The price of gold has gone over $1,400 an ounce recently. In addition to the raft of stories and questions about investing in gold, I get questions about whether we should return to the gold standard. Blogger confession – I’m going to use the opportunity to organize my own thoughts on the issue.
The quick answer comes from John Maynard Keynes (written in 1924) “In truth, the gold standard is already a barbarous relic.” I lack Keynes’ vivid parsimony, so it will take many more words for me to explain why I agree with him.
First, a general definition. When we talk about monetary policy and the gold standard we mean that a country promises to keep a stable relationship between gold and the country’s currency. This often has two consequences. First, the country needs to hold/own enough gold in proportion to the money in circulation. This proportion need not be 100%. During the period between World War I and the Great Depression economically healthy countries had enough gold to represent about 40% of the currency in circulation. Whatever the proportion, a country on the gold standard is obliged to ease or constrain credit to keep the value of currency in circulation in line with gold reserves. No gold – no economic growth.
The second consequence is that the government often needs to promise to redeem its currency for gold, at a price within an established range. This promise reinforces the government’s commitment to a stable currency value.
Many (most?) industrial governments sought to stay on the gold standard during the first half of the 20th century. The three major exceptions were during the two world wars and during the Great Depression. The wartime pressures on government spending usually required the creation of more money and easier credit. and governments had to set aside the promises inherent in the gold standard. The Depression had similar and additional pressures. Towards the end of WWII the Allies met and agreed on a stable international currency system, focused on the U.S. dollar, with the U.S. government also committing to maintaining a stable relationship, in terms of value, between the dollar and gold. This agreement lasted from 1944 until 1973. Since 1973 the U.S. currency, and most other first world currencies have floated in value and are not linked to gold.
One interesting conclusion reached by researchers, including Ben Bernanke when he was an academic, was that nations that stayed on the gold standard longer in the early part of the Depression had slower recoveries. Those nations that abandoned the constraints of the gold standard recovered more quickly.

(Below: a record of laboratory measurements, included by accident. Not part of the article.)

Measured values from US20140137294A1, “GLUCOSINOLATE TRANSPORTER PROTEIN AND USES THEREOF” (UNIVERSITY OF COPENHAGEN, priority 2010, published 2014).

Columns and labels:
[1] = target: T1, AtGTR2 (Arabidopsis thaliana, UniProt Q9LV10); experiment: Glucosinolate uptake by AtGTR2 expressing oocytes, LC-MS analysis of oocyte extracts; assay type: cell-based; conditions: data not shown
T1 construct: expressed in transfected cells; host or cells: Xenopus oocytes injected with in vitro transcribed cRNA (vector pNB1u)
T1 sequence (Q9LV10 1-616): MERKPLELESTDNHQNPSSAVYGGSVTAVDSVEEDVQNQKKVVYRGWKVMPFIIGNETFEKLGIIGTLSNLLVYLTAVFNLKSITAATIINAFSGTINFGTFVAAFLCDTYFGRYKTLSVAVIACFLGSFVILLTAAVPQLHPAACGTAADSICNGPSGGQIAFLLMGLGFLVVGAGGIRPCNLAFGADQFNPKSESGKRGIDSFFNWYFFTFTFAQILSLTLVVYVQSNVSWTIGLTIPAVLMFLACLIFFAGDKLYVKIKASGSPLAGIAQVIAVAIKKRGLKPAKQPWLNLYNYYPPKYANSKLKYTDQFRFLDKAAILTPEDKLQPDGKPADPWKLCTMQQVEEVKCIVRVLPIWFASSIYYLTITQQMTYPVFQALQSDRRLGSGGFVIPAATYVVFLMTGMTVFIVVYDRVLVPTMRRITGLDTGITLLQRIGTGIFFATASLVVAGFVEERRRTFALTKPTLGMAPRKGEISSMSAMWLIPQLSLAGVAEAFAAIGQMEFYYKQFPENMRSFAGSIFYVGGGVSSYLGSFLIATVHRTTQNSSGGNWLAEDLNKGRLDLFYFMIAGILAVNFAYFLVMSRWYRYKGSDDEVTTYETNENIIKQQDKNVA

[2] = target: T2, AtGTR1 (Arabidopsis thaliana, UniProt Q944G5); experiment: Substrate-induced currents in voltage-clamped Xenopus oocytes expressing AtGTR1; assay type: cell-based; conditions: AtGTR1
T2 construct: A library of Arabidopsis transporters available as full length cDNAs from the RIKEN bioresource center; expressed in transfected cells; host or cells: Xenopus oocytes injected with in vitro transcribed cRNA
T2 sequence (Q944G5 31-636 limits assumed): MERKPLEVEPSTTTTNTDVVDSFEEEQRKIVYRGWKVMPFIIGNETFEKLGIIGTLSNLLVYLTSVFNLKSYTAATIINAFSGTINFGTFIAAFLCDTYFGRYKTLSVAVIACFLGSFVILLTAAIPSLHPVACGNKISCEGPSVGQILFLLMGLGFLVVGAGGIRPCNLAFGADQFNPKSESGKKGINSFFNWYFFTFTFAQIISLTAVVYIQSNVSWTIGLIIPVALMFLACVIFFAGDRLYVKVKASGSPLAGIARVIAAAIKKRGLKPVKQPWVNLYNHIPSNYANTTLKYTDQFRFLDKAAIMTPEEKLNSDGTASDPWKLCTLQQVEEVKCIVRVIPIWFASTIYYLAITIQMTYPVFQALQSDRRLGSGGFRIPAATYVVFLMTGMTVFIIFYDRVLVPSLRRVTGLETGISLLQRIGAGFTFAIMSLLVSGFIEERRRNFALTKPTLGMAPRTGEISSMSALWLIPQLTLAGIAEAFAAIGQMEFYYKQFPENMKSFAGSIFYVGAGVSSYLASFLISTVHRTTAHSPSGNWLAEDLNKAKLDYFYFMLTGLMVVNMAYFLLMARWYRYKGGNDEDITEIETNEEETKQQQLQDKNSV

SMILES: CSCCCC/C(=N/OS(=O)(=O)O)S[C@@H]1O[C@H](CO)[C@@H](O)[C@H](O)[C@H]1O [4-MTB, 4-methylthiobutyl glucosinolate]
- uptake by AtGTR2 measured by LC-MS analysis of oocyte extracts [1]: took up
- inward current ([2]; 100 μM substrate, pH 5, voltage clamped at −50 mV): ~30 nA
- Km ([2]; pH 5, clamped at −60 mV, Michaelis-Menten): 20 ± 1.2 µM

Gold bugs are people who advocate for a return to the gold standard. Actually, originally (and more correctly) the term referred to investors who were bullish on gold. They prefer that money creation by the central bank (Federal Reserve in the case of the United States) be limited to the amount of gold reserves held by the country. They also prefer the implicit global currency exchange stability that could occur if our trading partners were also on the gold standard. Sticking with gold would constrain economic growth – limited by the discovery and availability of this precious metal.
Their faith in the gold standard is misplaced. There are numerous times when central bankers, with the support of their governments, have abandoned the standard under stressful conditions. The strength of a limited standard is based on everyone believing that the standard will prevail permanently. Unfortunately, political history doesn’t give us any confidence that we could stick to a standard indefinitely, and the markets and businesses will be quick to spot any weakening in resolve. Once that happens, a spiral of inflation expectations, accompanied by reduced investments, will cripple economies.
To grossly over-simplify Keynes’ objections to the gold standard – he wanted governments to have flexibility to react to adverse economic conditions, easing or tightening credit, influencing the value of their currency, and building or reducing debt. He argued that temporary fixes were necessary, and that remedial action after the crisis was also necessary. Strict adherence to a gold standard removes the flexibility he wanted.
There are dangers in letting a central bank print/create money with abandon; this invites dangerous inflation. It is crucial that central bankers have a plan in place to reduce the money supply when the economic crisis is over, and to do it in a way that allows the economy to anticipate and adjust. Adopting a gold standard doesn’t automatically make central bankers and politicians wise. It is a flimsy framework and no replacement for thoughtful monetary policy.